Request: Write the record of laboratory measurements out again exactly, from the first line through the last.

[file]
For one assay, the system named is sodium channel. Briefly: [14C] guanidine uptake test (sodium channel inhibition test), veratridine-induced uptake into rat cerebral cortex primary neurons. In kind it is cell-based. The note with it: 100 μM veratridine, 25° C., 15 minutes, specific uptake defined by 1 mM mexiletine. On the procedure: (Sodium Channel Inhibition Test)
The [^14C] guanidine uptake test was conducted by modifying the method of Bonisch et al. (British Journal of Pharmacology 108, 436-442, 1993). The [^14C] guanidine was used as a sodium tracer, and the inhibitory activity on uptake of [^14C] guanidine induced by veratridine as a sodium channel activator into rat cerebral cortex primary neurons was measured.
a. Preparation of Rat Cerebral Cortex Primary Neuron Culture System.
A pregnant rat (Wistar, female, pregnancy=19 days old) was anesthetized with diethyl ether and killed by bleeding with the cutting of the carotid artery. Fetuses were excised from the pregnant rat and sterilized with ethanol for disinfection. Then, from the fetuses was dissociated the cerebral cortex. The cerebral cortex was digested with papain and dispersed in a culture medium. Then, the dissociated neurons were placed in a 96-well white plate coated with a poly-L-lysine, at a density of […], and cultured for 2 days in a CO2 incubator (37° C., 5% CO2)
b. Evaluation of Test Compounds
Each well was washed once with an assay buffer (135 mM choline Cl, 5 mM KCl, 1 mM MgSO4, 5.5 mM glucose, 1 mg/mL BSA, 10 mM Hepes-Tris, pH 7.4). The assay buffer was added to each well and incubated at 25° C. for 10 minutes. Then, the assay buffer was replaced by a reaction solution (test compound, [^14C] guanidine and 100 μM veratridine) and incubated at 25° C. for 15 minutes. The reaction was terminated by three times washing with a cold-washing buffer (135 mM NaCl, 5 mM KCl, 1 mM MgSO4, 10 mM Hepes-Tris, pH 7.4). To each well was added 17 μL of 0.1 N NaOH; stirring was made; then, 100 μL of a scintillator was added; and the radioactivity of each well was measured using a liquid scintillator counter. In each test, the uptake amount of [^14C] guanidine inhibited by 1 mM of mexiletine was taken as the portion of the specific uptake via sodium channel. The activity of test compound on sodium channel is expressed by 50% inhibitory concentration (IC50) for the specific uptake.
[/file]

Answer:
For one assay, the system named is sodium channel. Briefly: [14C] guanidine uptake test (sodium channel inhibition test), veratridine-induced uptake into rat cerebral cortex primary neurons. In kind it is cell-based. The note with it: 100 μM veratridine, 25° C., 15 minutes, specific uptake defined by 1 mM mexiletine. On the procedure: (Sodium Channel Inhibition Test)
The [^14C] guanidine uptake test was conducted by modifying the method of Bonisch et al. (British Journal of Pharmacology 108, 436-442, 1993). The [^14C] guanidine was used as a sodium tracer, and the inhibitory activity on uptake of [^14C] guanidine induced by veratridine as a sodium channel activator into rat cerebral cortex primary neurons was measured.
a. Preparation of Rat Cerebral Cortex Primary Neuron Culture System.
A pregnant rat (Wistar, female, pregnancy=19 days old) was anesthetized with diethyl ether and killed by bleeding with the cutting of the carotid artery. Fetuses were excised from the pregnant rat and sterilized with ethanol for disinfection. Then, from the fetuses was dissociated the cerebral cortex. The cerebral cortex was digested with papain and dispersed in a culture medium. Then, the dissociated neurons were placed in a 96-well white plate coated with a poly-L-lysine, at a density of […], and cultured for 2 days in a CO2 incubator (37° C., 5% CO2)
b. Evaluation of Test Compounds
Each well was washed once with an assay buffer (135 mM choline Cl, 5 mM KCl, 1 mM MgSO4, 5.5 mM glucose, 1 mg/mL BSA, 10 mM Hepes-Tris, pH 7.4). The assay buffer was added to each well and incubated at 25° C. for 10 minutes. Then, the assay buffer was replaced by a reaction solution (test compound, [^14C] guanidine and 100 μM veratridine) and incubated at 25° C. for 15 minutes. The reaction was terminated by three times washing with a cold-washing buffer (135 mM NaCl, 5 mM KCl, 1 mM MgSO4, 10 mM Hepes-Tris, pH 7.4). To each well was added 17 μL of 0.1 N NaOH; stirring was made; then, 100 μL of a scintillator was added; and the radioactivity of each well was measured using a liquid scintillator counter. In each test, the uptake amount of [^14C] guanidine inhibited by 1 mM of mexiletine was taken as the portion of the specific uptake via sodium channel. The activity of test compound on sodium channel is expressed by 50% inhibitory concentration (IC50) for the specific uptake.